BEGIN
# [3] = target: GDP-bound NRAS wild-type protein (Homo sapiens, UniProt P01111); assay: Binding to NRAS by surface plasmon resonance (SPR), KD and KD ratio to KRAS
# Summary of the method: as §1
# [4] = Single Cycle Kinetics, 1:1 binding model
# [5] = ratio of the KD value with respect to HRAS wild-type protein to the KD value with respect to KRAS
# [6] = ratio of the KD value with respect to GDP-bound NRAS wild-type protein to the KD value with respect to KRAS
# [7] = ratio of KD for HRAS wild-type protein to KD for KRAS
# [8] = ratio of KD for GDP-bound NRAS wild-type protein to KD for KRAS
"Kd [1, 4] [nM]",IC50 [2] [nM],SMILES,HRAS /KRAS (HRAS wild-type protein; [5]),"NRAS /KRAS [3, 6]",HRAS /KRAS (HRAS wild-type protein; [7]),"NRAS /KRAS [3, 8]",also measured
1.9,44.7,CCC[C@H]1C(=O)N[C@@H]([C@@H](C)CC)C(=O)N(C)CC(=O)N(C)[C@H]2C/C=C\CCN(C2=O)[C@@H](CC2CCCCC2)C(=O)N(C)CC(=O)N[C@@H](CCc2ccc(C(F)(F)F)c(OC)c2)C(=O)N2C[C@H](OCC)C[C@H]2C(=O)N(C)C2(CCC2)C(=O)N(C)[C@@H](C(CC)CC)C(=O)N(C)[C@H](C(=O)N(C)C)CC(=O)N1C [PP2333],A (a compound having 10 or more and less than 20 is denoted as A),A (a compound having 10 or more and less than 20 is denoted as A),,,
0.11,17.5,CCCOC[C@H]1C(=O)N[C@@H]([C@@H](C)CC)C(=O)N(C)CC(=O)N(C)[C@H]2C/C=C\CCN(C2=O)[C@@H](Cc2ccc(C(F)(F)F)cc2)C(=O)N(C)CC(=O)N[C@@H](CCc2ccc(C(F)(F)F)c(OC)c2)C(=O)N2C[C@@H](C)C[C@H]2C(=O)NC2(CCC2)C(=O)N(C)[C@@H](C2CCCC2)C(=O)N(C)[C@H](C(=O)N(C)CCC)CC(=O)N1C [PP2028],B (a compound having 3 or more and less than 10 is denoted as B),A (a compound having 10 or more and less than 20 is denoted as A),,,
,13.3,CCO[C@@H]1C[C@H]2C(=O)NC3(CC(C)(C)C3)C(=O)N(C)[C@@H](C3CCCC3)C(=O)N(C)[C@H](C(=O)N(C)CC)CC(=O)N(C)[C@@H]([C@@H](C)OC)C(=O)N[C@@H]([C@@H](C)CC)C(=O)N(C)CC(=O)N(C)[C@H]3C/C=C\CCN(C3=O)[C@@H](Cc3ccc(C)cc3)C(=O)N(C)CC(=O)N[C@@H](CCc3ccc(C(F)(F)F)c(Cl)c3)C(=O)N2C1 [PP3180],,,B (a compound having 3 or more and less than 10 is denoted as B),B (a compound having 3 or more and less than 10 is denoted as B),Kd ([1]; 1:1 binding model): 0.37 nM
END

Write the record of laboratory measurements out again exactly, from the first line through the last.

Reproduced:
# [3] = target: GDP-bound NRAS wild-type protein (Homo sapiens, UniProt P01111); assay: Binding to NRAS by surface plasmon resonance (SPR), KD and KD ratio to KRAS
# Summary of the method: as §1
# [4] = Single Cycle Kinetics, 1:1 binding model
# [5] = ratio of the KD value with respect to HRAS wild-type protein to the KD value with respect to KRAS
# [6] = ratio of the KD value with respect to GDP-bound NRAS wild-type protein to the KD value with respect to KRAS
# [7] = ratio of KD for HRAS wild-type protein to KD for KRAS
# [8] = ratio of KD for GDP-bound NRAS wild-type protein to KD for KRAS
"Kd [1, 4] [nM]",IC50 [2] [nM],SMILES,HRAS /KRAS (HRAS wild-type protein; [5]),"NRAS /KRAS [3, 6]",HRAS /KRAS (HRAS wild-type protein; [7]),"NRAS /KRAS [3, 8]",also measured
1.9,44.7,CCC[C@H]1C(=O)N[C@@H]([C@@H](C)CC)C(=O)N(C)CC(=O)N(C)[C@H]2C/C=C\CCN(C2=O)[C@@H](CC2CCCCC2)C(=O)N(C)CC(=O)N[C@@H](CCc2ccc(C(F)(F)F)c(OC)c2)C(=O)N2C[C@H](OCC)C[C@H]2C(=O)N(C)C2(CCC2)C(=O)N(C)[C@@H](C(CC)CC)C(=O)N(C)[C@H](C(=O)N(C)C)CC(=O)N1C [PP2333],A (a compound having 10 or more and less than 20 is denoted as A),A (a compound having 10 or more and less than 20 is denoted as A),,,
0.11,17.5,CCCOC[C@H]1C(=O)N[C@@H]([C@@H](C)CC)C(=O)N(C)CC(=O)N(C)[C@H]2C/C=C\CCN(C2=O)[C@@H](Cc2ccc(C(F)(F)F)cc2)C(=O)N(C)CC(=O)N[C@@H](CCc2ccc(C(F)(F)F)c(OC)c2)C(=O)N2C[C@@H](C)C[C@H]2C(=O)NC2(CCC2)C(=O)N(C)[C@@H](C2CCCC2)C(=O)N(C)[C@H](C(=O)N(C)CCC)CC(=O)N1C [PP2028],B (a compound having 3 or more and less than 10 is denoted as B),A (a compound having 10 or more and less than 20 is denoted as A),,,
,13.3,CCO[C@@H]1C[C@H]2C(=O)NC3(CC(C)(C)C3)C(=O)N(C)[C@@H](C3CCCC3)C(=O)N(C)[C@H](C(=O)N(C)CC)CC(=O)N(C)[C@@H]([C@@H](C)OC)C(=O)N[C@@H]([C@@H](C)CC)C(=O)N(C)CC(=O)N(C)[C@H]3C/C=C\CCN(C3=O)[C@@H](Cc3ccc(C)cc3)C(=O)N(C)CC(=O)N[C@@H](CCc3ccc(C(F)(F)F)c(Cl)c3)C(=O)N2C1 [PP3180],,,B (a compound having 3 or more and less than 10 is denoted as B),B (a compound having 3 or more and less than 10 is denoted as B),Kd ([1]; 1:1 binding model): 0.37 nM